“Systemic Racism, Discrimination, Bullying” Found in PE School, Wider Uni

“Systemic Racism, Discrimination, Bullying” Found in PE School, Wider Uni

VC looks to “create a transformational change in culture” in response

A scathing review of “conduct and culture” in the School of Physical Education, Sport and Exercise Sciences has found serious concerns about “systemic racism, discrimination and bullying at the School and… within the [wider] University”. In response, new Vice-Chancellor Professor David Murdoch has promised that “creating transformational change in response to this report has the highest priority for me.”

The review was set up in January 2021, in response to allegations raised by Te Koronga, a kaupapa Māori research and teaching rōpu within the PE School. According to a statement, in August 2021, they “took a peaceful stand against systemic racism by peacefully removing ourselves and relocating our offices, work and study spaces… to maintain our mana and those of the communities we represent”. 

According to an all-staff e-mail from the VC, the review was set up in response to “staff members raising serious concerns with senior leadership” throughout 2021. The review was conducted by Dr Darryn Russell, the CEO of the Heretaunga Tamatea Settlement Trust and former Assistant Vice-Chancellor Māori, Pacific and Equity at the University of Canterbury. The review found “allegations of systemic racism, discrimination and bullying at the school are upheld… [and went] beyond the Māori focus (from a racism lens) [to] affect other under-represented groups in the School with evidence of discrimination and bullying.” 

The review pointed out the problems went far beyond the PE School, with “allegations of systemic racism, discrimination and bullying… within the Uni” also upheld. According to the review, “the institutional structures, processes and policies set up to address culture and behaviour issues have failed staff over a long period of time.” In particular, “the authority, empowerment and resources to lead, mediate and enact the Māori academic agenda is not anywhere at the University of Otago.” 

The Human Resources Department was singled out: despite having “an awareness of these issues [they have] failed to act on these and on the allegations and consequently has lost the confidence of some people that they will be provided with a safe workplace”. Despite “articulating a commitment to Te Tiriti o Waitangi and Māori advancement,” the review argued that “the institution has failed to give effect to such statements or resource those commitments.” 

In his e-mail, Prof Murdoch acknowledged that “the mamae felt by staff in this School is likely to be felt more widely throughout the University,” and that “previous attempts to address overt and covert forms of racism and discrimination throughout the University have not been satisfactory and have at times been ignored.” Thanking the contributors to the review for their “mana and leadership,” he continued by saying “failing to provide care and support for our kaimahi needs to change immediately,” before promising that “this will change, and this change will start now.”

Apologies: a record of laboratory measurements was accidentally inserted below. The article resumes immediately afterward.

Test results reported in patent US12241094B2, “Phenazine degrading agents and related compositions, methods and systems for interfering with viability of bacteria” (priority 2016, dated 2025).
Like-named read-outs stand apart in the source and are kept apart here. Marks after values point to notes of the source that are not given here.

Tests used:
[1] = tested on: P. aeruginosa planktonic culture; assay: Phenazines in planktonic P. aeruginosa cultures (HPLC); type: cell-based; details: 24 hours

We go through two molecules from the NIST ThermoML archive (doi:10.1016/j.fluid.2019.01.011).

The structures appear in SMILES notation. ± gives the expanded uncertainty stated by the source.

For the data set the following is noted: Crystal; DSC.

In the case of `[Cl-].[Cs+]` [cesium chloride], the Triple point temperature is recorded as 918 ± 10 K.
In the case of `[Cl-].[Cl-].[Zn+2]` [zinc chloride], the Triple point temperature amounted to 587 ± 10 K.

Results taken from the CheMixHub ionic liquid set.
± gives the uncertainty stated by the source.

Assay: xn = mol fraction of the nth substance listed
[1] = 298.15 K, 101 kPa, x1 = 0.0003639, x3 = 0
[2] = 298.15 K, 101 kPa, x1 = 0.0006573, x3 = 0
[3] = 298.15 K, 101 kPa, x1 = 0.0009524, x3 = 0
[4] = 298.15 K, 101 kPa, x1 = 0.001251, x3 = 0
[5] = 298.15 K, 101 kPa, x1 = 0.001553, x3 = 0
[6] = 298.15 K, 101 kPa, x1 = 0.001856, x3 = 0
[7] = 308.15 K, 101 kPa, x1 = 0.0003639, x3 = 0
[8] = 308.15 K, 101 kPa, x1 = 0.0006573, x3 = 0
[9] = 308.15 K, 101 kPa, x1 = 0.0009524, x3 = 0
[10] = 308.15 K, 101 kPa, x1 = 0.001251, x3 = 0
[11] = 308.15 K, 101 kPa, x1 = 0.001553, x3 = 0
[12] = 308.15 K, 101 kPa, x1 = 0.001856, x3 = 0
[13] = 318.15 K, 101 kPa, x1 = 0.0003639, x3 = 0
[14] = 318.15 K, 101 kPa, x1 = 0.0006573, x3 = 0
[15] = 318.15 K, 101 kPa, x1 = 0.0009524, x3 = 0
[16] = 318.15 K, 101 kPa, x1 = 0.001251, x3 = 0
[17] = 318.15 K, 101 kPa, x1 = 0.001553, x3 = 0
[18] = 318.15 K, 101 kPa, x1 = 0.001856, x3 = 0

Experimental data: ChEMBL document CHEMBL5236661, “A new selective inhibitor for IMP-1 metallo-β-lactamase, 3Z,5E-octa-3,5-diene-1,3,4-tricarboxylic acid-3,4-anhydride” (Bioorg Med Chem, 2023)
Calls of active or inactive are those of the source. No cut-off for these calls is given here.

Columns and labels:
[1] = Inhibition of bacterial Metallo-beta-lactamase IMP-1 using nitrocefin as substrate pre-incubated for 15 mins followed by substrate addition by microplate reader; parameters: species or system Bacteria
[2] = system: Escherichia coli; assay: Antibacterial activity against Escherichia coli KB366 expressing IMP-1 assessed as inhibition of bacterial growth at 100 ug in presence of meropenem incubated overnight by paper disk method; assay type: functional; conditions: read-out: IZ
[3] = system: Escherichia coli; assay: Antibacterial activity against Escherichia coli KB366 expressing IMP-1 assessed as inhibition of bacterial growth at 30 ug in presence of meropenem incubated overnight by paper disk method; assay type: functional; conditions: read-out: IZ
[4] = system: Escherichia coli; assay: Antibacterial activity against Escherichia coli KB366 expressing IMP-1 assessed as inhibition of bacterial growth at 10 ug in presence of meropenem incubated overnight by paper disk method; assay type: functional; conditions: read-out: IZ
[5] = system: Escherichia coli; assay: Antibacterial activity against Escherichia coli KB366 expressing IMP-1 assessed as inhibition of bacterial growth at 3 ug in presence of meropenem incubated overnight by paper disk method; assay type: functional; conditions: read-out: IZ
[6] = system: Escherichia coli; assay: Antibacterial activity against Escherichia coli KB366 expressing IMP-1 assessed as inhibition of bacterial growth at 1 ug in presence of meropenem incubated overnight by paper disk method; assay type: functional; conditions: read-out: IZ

The recommendations from the review have been “unanimously endorsed” by Prof Murdoch, the wider Senior Leadership Team and the University Council. These recommendations include reviewing the Uni’s Ethical Behaviour Policy, “address[ing] the absence of senior Māori academic leadership,” and “re-establishing that Māori Strategic Framework responsibilities and implementation must be embedded across the institution… and that all staff are engaged in its prioritisation.” It was also recommended that “resources [be provided] to support the cultural and individual safety of staff and students during this next period, post-Review.” Further recommendations to the specific PE School were raised separately with their staff, “to address the seriousness of these allegations.”

In response to the review, Associate Professor Anne-Marie Jackson, the Chair of Te Koronga, said in a statement that they would be “no longer structurally located within” the PE School, saying that “we need the ability and space to heal, to support our staff and students and continue our programmes of research and teaching excellence”.  They aim to “re-ignite the discussions to create a Department of Indigenous Science, as part of the transformational actions moving forward”. 

Prof Murdoch pointed out that “we are doing a number of things well,” saying it was also “important… that we remember some of the incredible feats of our Māori and Pasifika staff and students,” including record numbers of Māori and Pasifika enrolments, graduates and “two new wāhine Māori in senior leadership positions”. 

Admitting that “significant structural change is needed to deconstruct systems that have consciously and subconsciously harmed groups within the University,” David struck an optimistic note, saying that it “will only continue to strengthen the University for Māori, Pasifika and the wider University whānau”. “By making these changes,” he said, “we are taking hold of an opportunity to create transformational change.” The ultimate goal of the changes would be to “provide staff throughout the University with a refuge from issues of structural or overt racism and discrimination… a place of excellence where they can thrive in their own identities.”

“Creating transformational change in response to this report has the highest priority for me as Vice-Chancellor,” he concluded. “We have a real opportunity to shape the future of the University… [and] everyone in the University has a role to play in changing our culture.” He promised that “over the coming weeks and months, you will be hearing more from me about how we progress the Review’s recommendations as a catalyst for change.”

This article first appeared in Issue 3, 2022.
Posted 4:29pm Thursday 10th March 2022 by Denzel Chung.